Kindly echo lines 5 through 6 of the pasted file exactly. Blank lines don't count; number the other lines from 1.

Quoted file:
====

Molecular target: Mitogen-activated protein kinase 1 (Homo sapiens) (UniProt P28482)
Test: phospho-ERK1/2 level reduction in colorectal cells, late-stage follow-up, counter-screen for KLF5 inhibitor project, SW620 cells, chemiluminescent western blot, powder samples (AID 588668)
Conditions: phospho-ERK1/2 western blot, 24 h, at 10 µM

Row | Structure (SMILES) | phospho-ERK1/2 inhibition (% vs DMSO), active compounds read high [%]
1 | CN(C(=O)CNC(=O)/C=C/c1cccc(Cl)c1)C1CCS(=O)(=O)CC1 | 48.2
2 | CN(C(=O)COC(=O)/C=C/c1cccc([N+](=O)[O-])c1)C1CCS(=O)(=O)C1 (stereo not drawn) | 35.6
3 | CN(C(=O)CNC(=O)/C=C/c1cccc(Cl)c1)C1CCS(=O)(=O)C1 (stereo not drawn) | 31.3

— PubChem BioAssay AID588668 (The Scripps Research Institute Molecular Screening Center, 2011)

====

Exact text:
1 | CN(C(=O)CNC(=O)/C=C/c1cccc(Cl)c1)C1CCS(=O)(=O)CC1 | 48.2
2 | CN(C(=O)COC(=O)/C=C/c1cccc([N+](=O)[O-])c1)C1CCS(=O)(=O)C1 (stereo not drawn) | 35.6